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Treatment of Active TB

Learn which medications help prevent active TB disease. These videos do not provide medical advice and are for informational purposes only. The videos are not intended to be a substitute for professional medical advice, diagnosis or treatment. Always seek the advice of a qualified health provider with any questions you may have regarding a medical condition. Never disregard professional medical advice or delay in seeking it because of something you have read or seen in any Khan Academy video. Created by Stanford School of Medicine.

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Video transcript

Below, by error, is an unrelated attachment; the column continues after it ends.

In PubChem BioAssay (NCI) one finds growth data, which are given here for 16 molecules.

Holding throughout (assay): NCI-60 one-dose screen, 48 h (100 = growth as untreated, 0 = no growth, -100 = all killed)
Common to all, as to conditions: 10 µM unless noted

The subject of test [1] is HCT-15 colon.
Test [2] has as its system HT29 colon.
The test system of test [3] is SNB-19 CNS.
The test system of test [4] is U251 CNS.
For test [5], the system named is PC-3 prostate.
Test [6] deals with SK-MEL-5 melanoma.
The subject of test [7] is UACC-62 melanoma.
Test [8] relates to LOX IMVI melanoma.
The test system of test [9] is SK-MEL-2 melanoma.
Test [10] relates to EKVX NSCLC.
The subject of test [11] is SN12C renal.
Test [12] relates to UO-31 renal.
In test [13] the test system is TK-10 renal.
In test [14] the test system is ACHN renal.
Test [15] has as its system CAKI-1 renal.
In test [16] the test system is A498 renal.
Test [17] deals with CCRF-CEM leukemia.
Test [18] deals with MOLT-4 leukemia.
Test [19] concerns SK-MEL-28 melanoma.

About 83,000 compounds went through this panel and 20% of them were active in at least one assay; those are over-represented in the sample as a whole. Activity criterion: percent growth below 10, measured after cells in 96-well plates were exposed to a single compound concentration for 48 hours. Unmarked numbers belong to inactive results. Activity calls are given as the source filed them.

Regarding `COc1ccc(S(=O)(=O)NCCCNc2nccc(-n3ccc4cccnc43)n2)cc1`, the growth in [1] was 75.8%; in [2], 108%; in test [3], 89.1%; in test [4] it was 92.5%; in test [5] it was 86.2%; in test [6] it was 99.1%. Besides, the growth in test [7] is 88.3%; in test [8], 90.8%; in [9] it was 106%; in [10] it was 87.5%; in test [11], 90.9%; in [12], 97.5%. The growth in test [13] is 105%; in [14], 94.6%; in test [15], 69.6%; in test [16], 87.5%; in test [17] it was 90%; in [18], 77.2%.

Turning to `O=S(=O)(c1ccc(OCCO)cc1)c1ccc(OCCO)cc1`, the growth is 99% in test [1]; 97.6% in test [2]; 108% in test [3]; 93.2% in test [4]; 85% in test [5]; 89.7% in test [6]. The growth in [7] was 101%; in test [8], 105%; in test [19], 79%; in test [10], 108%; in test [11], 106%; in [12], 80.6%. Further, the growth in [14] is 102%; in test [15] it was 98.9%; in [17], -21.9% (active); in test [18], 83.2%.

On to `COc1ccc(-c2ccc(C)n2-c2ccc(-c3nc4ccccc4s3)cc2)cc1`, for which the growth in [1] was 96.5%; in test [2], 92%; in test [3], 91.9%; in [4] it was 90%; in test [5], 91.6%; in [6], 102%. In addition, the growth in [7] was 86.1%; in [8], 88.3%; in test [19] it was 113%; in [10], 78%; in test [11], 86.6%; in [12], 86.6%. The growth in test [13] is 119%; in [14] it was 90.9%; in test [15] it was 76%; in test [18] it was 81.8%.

Voiceover: This is Charles Proburg. Voiceover: And Morgan Theiss. Voiceover: And we're going to talk on this video about the treatment of active tuberculosis infection. And I'll state the obvious up front, which is the reason you want to treat somebody with any infectious disease, in this case, tuberculosis, is to prevent disability and death from the infection. Another reason for treating infectious diseases, especially important with TB is to reduce the spread of infection to other individuals. The good news about the treatment of active TB infection is that we have a number of drugs which have been developed over time that are really quite effective at treating the infection. The bad news is that unlike many infectious diseases, these drugs have to be given for a fairly long period of time. They usually have to be given in combination, so you need multiple drugs to be effective in treating and the other bad news is that resistance among strains of tuberculosis is becoming a problem globally and we're going to talk about the treatment of resistant organisms on another video because it, in itself, is quite complicated, but for the purpose of this video, we're going to talk about the treatment of active TB and we're going to make the infection the most common variety. The one that we're most likely to see and want to treat and that's an individual with pulmonary tuberculosis. So, the first thing is, of course, we have to diagnose the infection. So, let's assume that we've done that. We know that this person has active TB caused by active TB in their lungs and we want to initiate therapy. For most individuals, the therapy begins with a combination of four drugs. This is assuming we don't know that this is a resistant organism and the four drugs that we start off with are ... There's an acronym called RIPE. R-I-P-E. Where the R stands for rifampin, the I stands for isoniazid or INH, the P stands for pyrazinamide or PZA, and the E stands for Ethambutol. And we treat the patient with all four drugs right at the outset, with the reason for that is anticipate to be for a two month period and the reason for that is we want to blast the infection and eliminate as many of the organisms as possible as quickly as possible. So, these are powerful anti-tuberculosis agents, first line agents that are aimed to kill the TB as quickly as possible over that two month period. Voiceover: So, we're calling them bactericidal, right? Voiceover: They're bactericidal antibiotics that kill the TB. We confirm that by doing cultures along the way, but those are the antibiotics that we start with and that's sort of the intensive phase of therapy, that two month period. Then, if all goes well, we back off to just two drugs for the ensuing four months and the two drugs are refampin and INH. And that's sort of the consolidation phase of therapy. We can use less drugs because we've killed the bulk of the tuberculous organisms, hopefully, in that first two months and now we're giving consolidated therapy. At the end of this therapy, which is a typical six month period, if all goes well, we do a chest x-ray at the end of therapy. We determine that the chest x-ray is improved from the first one that led us to the diagnosis and that is the end of therapy. Voiceover: Okay. Voiceover: However, there are some patients that actually, we end up needed to treat longer because they don't have the simple pulmonary form of the disease or they have some underlying problem. Voiceover: So, as if six months wasn't long enough, you can actually have a longer treatment regimen? Voiceover: Exactly. And sometimes the things which are, or the disorders that are often associated with a longer duration of therapy is if you have more severe disease. So, for example, TB meningitis, you would typically treat longer. TB infection of the bones and joint you would typically treat longer. So-called miliary TB, you would treat longer and even pulmonary TB where there's a big cavity in the lung, often will be treated longer. Another circumstance that yields, makes you treat longer is if the patient is co-infected with HIV or if the patient is pregnant. Pregnancy creates a certain degree of immuno-suppression and pregnant women are treated for longer duration's. Finally, patients whose cultures remain positive throughout treatment, or at least, for more than two months into treatment, if they remain positive, they get treated for a longer period of time and patients who have a resistant organism, which we'll talk about at another video, get treated for a longer period of time. So, back to the patient that we're treating just for the regular period of time, for that six month interval. There are a couple of very important treatment protocols that you need to be aware of as these patients are being managed. The first is, one has to make sure that they're taking their drug, so that they're compliant with their medication. Voiceover: That seems like it would be pretty hard for a patient to take all these, four medicines and then two medicines everyday for six months. Voiceover: Exactly. And so, recognizing that this is a challenge for patients to take multiple medications for multiple months, you need to be aware of that challenge and try to make the taking of the medication as easy as possible. And make sure that you are observing that they are taking their medication. And let's talk about that observing first. This has been a huge benefit in the management of patients with TB. Recognizing the need, the desirability and the benefit for something called directly observed therapy, or DOT. Directly observed therapy means exactly what it sounds like. A healthcare provider is making sure the patient is taking their medication. The reason that that's so important, is that it will yield a higher cure rate, if they are taking their medication consistently and less likely that they will develop a resistant organism. So, DOT, directly observed therapy, is very important. The other element of assuring compliance is to make it as easy as possible for the patient to take their medication. Well, one strategy is, you can have them take their medication three days a week as opposed to every day and it appears that the treatment is equally effective, so under directly observed therapy, you can have them take it just three times per week. The patients need to be encouraged constantly to take their medication, underscoring why it's important that they do so. There are some logistic issues that may help assuring compliance. For example, if you have convenient office hours where the patient can come and see you after their work. Providing incentives and enablers to patients for taking their medication. For example, providing them meals or giving them travel vouchers to come into the clinic or to wherever you're seeing them. And then there are some strategies for simplifying the regimes. I've already mentioned the one, which is three times a week therapy. There are also some combination medications available in some countries that may be valuable in enhancing compliance. So, while we're busy assuring compliance when we're seeing these patients on a regular basis, we're also monitoring to make sure that the outcome of their infection is going well. And so what that means is that we're evaluating them clinically at regular intervals, often every month or so, examining them. We're also obtaining cultures from their, if it's pulmonary TB, from their sputum, at monthly intervals to make sure that they become culture negative in the anticipated two or less months. If cultures aren't available, you can do smears of their culture, but it's better to get cultures when they're available. So, that's all part of monitoring. Another important part of monitoring patients who are being treated for tuberculosis is watching for side effects and we'll do those for the RIPE again, for the four key antimicrobial's used for treating common TB infections. So, R again, is for refampin. And the main side effects to keep in mind about refampin are that it can cause hepatitis. And so, if a patient develops clinical symptoms and you think maybe hepatitis, they get jaundice, for example. You have to be recognized that refampin is one possibility. Another side effect of refampin is decreased platelet counts. That is thrombocytopenia and you need to be aware of that. And then a very important side effect of refampin is drug-to-drug interactions. Because refampin is a potent inducer of certain enzymes in the liver, cytochrome P450 enzymes, there can be interactions with other drugs. As it is side, refampin also may color secretions red, like red urine and red tears that may interfere with contact lenses, but that's more of an annoyance than a significant side effect. With regards to INH, or isoniazid, the main side effects to be familiar with again, are hepatitis. INH can cause hepatitis, especially in those that already have a reason for having hepatitis, for example, alcoholics. And isoniazid can also cause a peripheral neuropathy. Oftentimes, resulting from vitamin B6 or pyridoxine deficiency. So you can take care of that by prescribing pyridoxine at the same time. That's especially true if the patient has poor nutrition, an alcoholic, for example. You can also get neuropathy in patients with chronic renal, who are taking INH, with chronic renal failure and diabetes and so forth, but neuropathy is important to keep in mind. With regards to pyrazinamide, these individuals may get high uric acid levels and resulting arthralgias. They can even get overt gout and that would be a reason for stopping the pyrazinamide. And then finally, with regards to Ethambutol, patients may develop an optic neuritis which can impair their vision and that would be a reason to stop Ethambutol therapy. So, being familiar with these side effects as you monitor the response of the patient to therapy and as you monitor their compliance is also an important part of the treatment of active TB.